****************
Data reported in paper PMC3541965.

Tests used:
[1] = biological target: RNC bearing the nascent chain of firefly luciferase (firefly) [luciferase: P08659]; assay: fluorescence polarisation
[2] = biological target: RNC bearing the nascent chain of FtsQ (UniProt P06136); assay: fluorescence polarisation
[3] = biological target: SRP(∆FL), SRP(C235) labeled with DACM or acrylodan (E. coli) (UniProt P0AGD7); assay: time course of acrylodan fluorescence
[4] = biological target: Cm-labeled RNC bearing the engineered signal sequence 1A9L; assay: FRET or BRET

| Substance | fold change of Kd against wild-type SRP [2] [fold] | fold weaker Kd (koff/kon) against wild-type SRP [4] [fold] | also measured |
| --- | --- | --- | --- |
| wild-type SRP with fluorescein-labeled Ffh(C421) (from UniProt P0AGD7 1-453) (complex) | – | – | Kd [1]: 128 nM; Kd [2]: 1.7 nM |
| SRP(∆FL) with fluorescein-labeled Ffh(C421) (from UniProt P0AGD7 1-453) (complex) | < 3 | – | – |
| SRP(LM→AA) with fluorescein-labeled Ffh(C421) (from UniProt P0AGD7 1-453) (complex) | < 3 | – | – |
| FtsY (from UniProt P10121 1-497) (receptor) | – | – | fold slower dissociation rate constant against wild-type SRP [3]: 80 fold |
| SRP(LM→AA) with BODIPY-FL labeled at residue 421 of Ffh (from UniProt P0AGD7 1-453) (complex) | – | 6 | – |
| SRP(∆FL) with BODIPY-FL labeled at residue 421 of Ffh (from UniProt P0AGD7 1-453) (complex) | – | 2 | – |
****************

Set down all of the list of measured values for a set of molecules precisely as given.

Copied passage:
Data reported in paper PMC3541965.

Tests used:
[1] = biological target: RNC bearing the nascent chain of firefly luciferase (firefly) [luciferase: P08659]; assay: fluorescence polarisation
[2] = biological target: RNC bearing the nascent chain of FtsQ (UniProt P06136); assay: fluorescence polarisation
[3] = biological target: SRP(∆FL), SRP(C235) labeled with DACM or acrylodan (E. coli) (UniProt P0AGD7); assay: time course of acrylodan fluorescence
[4] = biological target: Cm-labeled RNC bearing the engineered signal sequence 1A9L; assay: FRET or BRET

| Substance | fold change of Kd against wild-type SRP [2] [fold] | fold weaker Kd (koff/kon) against wild-type SRP [4] [fold] | also measured |
| --- | --- | --- | --- |
| wild-type SRP with fluorescein-labeled Ffh(C421) (from UniProt P0AGD7 1-453) (complex) | – | – | Kd [1]: 128 nM; Kd [2]: 1.7 nM |
| SRP(∆FL) with fluorescein-labeled Ffh(C421) (from UniProt P0AGD7 1-453) (complex) | < 3 | – | – |
| SRP(LM→AA) with fluorescein-labeled Ffh(C421) (from UniProt P0AGD7 1-453) (complex) | < 3 | – | – |
| FtsY (from UniProt P10121 1-497) (receptor) | – | – | fold slower dissociation rate constant against wild-type SRP [3]: 80 fold |
| SRP(LM→AA) with BODIPY-FL labeled at residue 421 of Ffh (from UniProt P0AGD7 1-453) (complex) | – | 6 | – |
| SRP(∆FL) with BODIPY-FL labeled at residue 421 of Ffh (from UniProt P0AGD7 1-453) (complex) | – | 2 | – |